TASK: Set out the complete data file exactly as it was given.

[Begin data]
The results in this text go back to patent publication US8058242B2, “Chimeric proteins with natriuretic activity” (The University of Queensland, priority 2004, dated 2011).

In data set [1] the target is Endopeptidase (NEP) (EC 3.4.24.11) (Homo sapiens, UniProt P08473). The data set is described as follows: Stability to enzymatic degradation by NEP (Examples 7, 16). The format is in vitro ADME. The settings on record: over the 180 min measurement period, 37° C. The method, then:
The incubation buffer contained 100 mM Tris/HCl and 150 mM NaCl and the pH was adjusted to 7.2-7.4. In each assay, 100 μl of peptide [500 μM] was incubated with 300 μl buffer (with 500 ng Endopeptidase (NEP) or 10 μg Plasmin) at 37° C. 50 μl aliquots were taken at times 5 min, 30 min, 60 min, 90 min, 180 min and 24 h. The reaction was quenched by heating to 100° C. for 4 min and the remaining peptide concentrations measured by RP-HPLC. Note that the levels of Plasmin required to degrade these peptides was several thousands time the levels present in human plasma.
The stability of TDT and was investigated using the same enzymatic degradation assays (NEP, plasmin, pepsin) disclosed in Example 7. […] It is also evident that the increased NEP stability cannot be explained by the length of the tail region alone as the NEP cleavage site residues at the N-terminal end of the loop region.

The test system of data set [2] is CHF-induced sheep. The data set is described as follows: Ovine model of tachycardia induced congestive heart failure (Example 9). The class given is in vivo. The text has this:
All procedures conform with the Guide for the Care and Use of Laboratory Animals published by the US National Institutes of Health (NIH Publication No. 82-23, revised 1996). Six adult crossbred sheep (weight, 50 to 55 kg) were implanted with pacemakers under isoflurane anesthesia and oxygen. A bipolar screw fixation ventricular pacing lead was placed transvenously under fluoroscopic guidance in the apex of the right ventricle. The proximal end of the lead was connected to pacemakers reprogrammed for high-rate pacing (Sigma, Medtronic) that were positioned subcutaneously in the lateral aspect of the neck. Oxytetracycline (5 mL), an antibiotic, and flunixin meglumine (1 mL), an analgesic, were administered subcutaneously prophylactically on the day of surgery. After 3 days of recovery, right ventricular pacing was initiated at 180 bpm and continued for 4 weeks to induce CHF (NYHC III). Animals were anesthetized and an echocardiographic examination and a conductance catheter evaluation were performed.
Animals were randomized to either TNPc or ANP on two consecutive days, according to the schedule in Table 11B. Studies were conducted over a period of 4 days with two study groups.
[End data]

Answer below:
The results in this text go back to patent publication US8058242B2, “Chimeric proteins with natriuretic activity” (The University of Queensland, priority 2004, dated 2011).

In data set [1] the target is Endopeptidase (NEP) (EC 3.4.24.11) (Homo sapiens, UniProt P08473). The data set is described as follows: Stability to enzymatic degradation by NEP (Examples 7, 16). The format is in vitro ADME. The settings on record: over the 180 min measurement period, 37° C. The method, then:
The incubation buffer contained 100 mM Tris/HCl and 150 mM NaCl and the pH was adjusted to 7.2-7.4. In each assay, 100 μl of peptide [500 μM] was incubated with 300 μl buffer (with 500 ng Endopeptidase (NEP) or 10 μg Plasmin) at 37° C. 50 μl aliquots were taken at times 5 min, 30 min, 60 min, 90 min, 180 min and 24 h. The reaction was quenched by heating to 100° C. for 4 min and the remaining peptide concentrations measured by RP-HPLC. Note that the levels of Plasmin required to degrade these peptides was several thousands time the levels present in human plasma.
The stability of TDT and was investigated using the same enzymatic degradation assays (NEP, plasmin, pepsin) disclosed in Example 7. […] It is also evident that the increased NEP stability cannot be explained by the length of the tail region alone as the NEP cleavage site residues at the N-terminal end of the loop region.

The test system of data set [2] is CHF-induced sheep. The data set is described as follows: Ovine model of tachycardia induced congestive heart failure (Example 9). The class given is in vivo. The text has this:
All procedures conform with the Guide for the Care and Use of Laboratory Animals published by the US National Institutes of Health (NIH Publication No. 82-23, revised 1996). Six adult crossbred sheep (weight, 50 to 55 kg) were implanted with pacemakers under isoflurane anesthesia and oxygen. A bipolar screw fixation ventricular pacing lead was placed transvenously under fluoroscopic guidance in the apex of the right ventricle. The proximal end of the lead was connected to pacemakers reprogrammed for high-rate pacing (Sigma, Medtronic) that were positioned subcutaneously in the lateral aspect of the neck. Oxytetracycline (5 mL), an antibiotic, and flunixin meglumine (1 mL), an analgesic, were administered subcutaneously prophylactically on the day of surgery. After 3 days of recovery, right ventricular pacing was initiated at 180 bpm and continued for 4 weeks to induce CHF (NYHC III). Animals were anesthetized and an echocardiographic examination and a conductance catheter evaluation were performed.
Animals were randomized to either TNPc or ANP on two consecutive days, according to the schedule in Table 11B. Studies were conducted over a period of 4 days with two study groups.